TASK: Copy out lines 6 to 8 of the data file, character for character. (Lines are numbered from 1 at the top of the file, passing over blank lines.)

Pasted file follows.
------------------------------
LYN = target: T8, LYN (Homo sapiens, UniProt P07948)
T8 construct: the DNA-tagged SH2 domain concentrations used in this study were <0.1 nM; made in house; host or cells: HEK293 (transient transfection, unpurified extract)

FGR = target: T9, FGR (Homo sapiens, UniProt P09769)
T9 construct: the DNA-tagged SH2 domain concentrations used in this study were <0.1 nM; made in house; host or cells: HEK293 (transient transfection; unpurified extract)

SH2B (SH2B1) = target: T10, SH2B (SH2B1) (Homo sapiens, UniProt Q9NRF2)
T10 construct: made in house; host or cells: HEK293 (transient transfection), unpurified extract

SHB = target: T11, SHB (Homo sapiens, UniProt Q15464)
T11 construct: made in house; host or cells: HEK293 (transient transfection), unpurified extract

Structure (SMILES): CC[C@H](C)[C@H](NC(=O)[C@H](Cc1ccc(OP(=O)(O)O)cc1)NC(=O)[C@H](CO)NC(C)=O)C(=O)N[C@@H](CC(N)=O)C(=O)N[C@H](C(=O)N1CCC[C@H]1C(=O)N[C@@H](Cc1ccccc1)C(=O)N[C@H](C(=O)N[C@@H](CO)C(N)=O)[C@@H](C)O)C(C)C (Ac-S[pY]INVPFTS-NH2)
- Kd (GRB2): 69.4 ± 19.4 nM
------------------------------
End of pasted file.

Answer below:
T10 construct: made in house; host or cells: HEK293 (transient transfection), unpurified extract

SHB = target: T11, SHB (Homo sapiens, UniProt Q15464)
T11 construct: made in house; host or cells: HEK293 (transient transfection), unpurified extract